Grassley Legislation to Promote Greater Public Access to Federal Courtrooms Clears Committee
WASHINGTON - Legislation introduced by Chuck Grassley to allow federal trial and appellate judges to permit cameras in the courtroom today passed the Senate Judiciary Committee. Grassley, along with Senator Charles Schumer of New York, have led efforts over the last several years to ensure the sun shines in on the federal courts. The bill has broad bi-partisan support and has passed the Judiciary Committee several times. The legislation has the support of the chairman of the Senate Judiciary Committee, Patrick Leahy of Vermont.
"Our judicial system is one of the best kept secrets in the United States. Letting the sun shine in on federal courtrooms will give Americans an opportunity to better understand the judicial process. This bill is the best way to maintain confidence and accountability in the judicial system and help judges do a better job," Grassley said. "Cameras in our federal courts will be a tremendous learning tool for the American people and with the safeguards in place we have really good bill to help bring our courts into the 21st century."
Grassley said that states, including Iowa, have had great success in allowing the sun to shine on the court system. Grassley also noted that the bill has safeguards in place to protect vulnerable witnesses, to exclude jurors from broadcast, and to allow a judge to use his or her discretion in determining whether to allow cameras in the courtroom.
During the confirmation hearings for the three most recent Supreme Court Justice nominees, Grassley asked the nominees about their support for allowing cameras in court proceedings. The nominees indicated that they would consider having cameras in the courts. Grassley expects to ask the President`s next nominee as well.
The bipartisan "Sunshine in the Courtroom" bill allows the chief judge of federal trial appellate courts to permit cameras in their courtrooms. The bill also directs the Judicial Conference, the principal policy-making entity for the federal courts, to draft nonbinding guidelines that judges can refer to in making a decision pertaining to the coverage of a particular case. It also instructs the Judicial Conference to issue mandatory guidelines for obscuring vulnerable witnesses such as undercover officers, victims of crime, and their families.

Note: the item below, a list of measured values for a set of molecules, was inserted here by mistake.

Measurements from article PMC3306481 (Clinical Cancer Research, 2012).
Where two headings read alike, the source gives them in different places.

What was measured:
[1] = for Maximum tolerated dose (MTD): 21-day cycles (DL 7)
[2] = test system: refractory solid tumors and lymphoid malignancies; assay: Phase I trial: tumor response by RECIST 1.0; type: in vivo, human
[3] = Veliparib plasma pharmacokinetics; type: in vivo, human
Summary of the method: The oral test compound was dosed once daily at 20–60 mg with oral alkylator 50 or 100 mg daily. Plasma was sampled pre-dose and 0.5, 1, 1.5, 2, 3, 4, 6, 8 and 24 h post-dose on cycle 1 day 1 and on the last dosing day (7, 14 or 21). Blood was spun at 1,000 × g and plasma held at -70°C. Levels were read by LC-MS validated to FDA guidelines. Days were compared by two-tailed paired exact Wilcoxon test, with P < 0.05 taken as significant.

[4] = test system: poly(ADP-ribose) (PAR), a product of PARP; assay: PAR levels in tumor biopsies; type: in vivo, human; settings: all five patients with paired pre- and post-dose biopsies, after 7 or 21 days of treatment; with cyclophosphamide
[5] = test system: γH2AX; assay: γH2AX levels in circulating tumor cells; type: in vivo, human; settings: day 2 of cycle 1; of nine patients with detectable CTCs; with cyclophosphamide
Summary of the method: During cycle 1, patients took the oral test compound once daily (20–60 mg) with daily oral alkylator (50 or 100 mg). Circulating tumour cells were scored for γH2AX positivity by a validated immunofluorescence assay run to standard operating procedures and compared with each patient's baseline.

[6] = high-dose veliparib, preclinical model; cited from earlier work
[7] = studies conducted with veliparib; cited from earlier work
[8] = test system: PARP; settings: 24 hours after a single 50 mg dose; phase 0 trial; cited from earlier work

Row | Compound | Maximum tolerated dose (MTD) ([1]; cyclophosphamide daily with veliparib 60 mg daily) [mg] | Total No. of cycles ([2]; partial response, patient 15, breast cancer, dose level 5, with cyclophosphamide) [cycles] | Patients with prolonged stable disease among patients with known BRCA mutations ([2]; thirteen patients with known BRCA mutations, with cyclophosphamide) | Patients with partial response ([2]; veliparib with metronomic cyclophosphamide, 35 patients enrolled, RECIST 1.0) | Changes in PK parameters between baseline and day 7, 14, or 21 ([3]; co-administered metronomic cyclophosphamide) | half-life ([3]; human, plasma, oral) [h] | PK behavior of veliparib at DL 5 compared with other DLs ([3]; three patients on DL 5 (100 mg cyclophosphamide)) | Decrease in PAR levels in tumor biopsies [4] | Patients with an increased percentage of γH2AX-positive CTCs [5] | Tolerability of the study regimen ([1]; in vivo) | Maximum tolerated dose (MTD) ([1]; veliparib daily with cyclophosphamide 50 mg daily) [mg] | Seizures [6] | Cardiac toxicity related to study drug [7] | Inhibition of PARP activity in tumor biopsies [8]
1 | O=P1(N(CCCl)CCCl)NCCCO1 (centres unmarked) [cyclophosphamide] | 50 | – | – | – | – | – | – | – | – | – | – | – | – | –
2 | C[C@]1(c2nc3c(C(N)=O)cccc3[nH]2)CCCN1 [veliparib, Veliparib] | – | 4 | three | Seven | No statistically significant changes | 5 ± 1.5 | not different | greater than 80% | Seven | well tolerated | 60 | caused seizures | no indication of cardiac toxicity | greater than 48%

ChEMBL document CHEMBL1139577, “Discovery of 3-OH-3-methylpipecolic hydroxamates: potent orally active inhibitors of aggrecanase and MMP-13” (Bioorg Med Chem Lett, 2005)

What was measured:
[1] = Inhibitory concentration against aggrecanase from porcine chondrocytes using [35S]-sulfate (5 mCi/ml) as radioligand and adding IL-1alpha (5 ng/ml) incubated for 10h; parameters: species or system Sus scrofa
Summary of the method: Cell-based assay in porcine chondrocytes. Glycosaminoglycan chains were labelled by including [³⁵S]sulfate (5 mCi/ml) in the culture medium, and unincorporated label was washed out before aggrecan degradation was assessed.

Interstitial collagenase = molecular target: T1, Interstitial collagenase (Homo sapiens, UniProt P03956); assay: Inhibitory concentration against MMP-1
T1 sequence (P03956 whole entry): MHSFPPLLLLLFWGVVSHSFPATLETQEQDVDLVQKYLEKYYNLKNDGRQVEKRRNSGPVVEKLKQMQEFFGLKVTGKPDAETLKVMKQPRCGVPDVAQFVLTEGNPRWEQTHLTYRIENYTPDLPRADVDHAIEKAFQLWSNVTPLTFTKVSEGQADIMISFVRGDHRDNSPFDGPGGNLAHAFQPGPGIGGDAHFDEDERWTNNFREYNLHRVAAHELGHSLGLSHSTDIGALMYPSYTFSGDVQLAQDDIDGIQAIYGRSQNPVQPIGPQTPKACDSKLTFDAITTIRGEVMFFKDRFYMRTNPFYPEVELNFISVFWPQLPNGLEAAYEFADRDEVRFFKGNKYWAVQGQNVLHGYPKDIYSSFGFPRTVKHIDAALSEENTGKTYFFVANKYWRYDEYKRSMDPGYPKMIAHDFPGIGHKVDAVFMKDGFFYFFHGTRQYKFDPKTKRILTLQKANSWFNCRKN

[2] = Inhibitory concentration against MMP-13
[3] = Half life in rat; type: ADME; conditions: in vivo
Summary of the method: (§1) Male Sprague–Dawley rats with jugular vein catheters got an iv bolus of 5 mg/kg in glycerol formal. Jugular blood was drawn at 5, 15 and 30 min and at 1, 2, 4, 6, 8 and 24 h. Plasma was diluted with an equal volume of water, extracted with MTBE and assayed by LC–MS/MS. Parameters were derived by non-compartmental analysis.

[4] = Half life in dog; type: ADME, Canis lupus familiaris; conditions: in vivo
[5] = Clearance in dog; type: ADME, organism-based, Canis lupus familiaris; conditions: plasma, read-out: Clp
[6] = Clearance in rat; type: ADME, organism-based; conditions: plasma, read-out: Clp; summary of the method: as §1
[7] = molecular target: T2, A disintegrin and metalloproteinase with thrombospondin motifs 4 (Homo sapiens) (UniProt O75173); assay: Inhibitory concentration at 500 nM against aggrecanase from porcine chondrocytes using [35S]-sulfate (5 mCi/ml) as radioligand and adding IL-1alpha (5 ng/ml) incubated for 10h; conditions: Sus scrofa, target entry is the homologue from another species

Forty-eight states currently permit some form of audio-video coverage in their courtrooms and at least 37 directly televise trials. Studies and surveys conducted in many of those states have confirmed that electronic media coverage of trials boosts public understanding of the court system without interfering with court proceedings. Fifteen states have conducted studies aimed specifically at the educational benefits that are derived from camera access to courtrooms. They all determined that camera coverage contributes to greater public understanding of the judicial system.
In order to provide a mechanism for Congress to study the effects of this legislation on the judiciary before making this change permanent, a three-year sunset provision is included in the bill.
The "Sunshine in the Courtroom" bill does not require a federal judge in a federal court to allow camera access to judicial proceedings. The bill gives federal judges the discretion to allow cameras or other electronic media access if they see fit. The bill also protects the privacy and safety of non-party witnesses by giving them the right to have their faces and voices obscured.
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